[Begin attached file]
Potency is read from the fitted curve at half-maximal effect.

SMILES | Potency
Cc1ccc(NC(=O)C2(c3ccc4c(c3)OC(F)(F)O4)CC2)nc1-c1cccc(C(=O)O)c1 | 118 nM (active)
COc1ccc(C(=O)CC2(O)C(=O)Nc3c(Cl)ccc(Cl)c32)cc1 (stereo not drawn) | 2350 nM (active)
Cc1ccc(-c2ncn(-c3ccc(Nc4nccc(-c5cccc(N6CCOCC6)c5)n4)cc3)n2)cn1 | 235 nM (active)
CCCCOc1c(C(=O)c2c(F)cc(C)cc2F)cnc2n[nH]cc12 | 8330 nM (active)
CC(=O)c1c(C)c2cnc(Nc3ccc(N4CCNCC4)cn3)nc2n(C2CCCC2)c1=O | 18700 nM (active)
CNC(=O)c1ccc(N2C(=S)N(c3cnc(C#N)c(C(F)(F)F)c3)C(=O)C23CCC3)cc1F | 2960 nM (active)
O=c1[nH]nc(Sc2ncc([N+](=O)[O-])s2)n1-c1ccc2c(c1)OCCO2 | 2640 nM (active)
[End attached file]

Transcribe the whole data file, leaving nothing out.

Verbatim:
Potency is read from the fitted curve at half-maximal effect.

SMILES | Potency
Cc1ccc(NC(=O)C2(c3ccc4c(c3)OC(F)(F)O4)CC2)nc1-c1cccc(C(=O)O)c1 | 118 nM (active)
COc1ccc(C(=O)CC2(O)C(=O)Nc3c(Cl)ccc(Cl)c32)cc1 (stereo not drawn) | 2350 nM (active)
Cc1ccc(-c2ncn(-c3ccc(Nc4nccc(-c5cccc(N6CCOCC6)c5)n4)cc3)n2)cn1 | 235 nM (active)
CCCCOc1c(C(=O)c2c(F)cc(C)cc2F)cnc2n[nH]cc12 | 8330 nM (active)
CC(=O)c1c(C)c2cnc(Nc3ccc(N4CCNCC4)cn3)nc2n(C2CCCC2)c1=O | 18700 nM (active)
CNC(=O)c1ccc(N2C(=S)N(c3cnc(C#N)c(C(F)(F)F)c3)C(=O)C23CCC3)cc1F | 2960 nM (active)
O=c1[nH]nc(Sc2ncc([N+](=O)[O-])s2)n1-c1ccc2c(c1)OCCO2 | 2640 nM (active)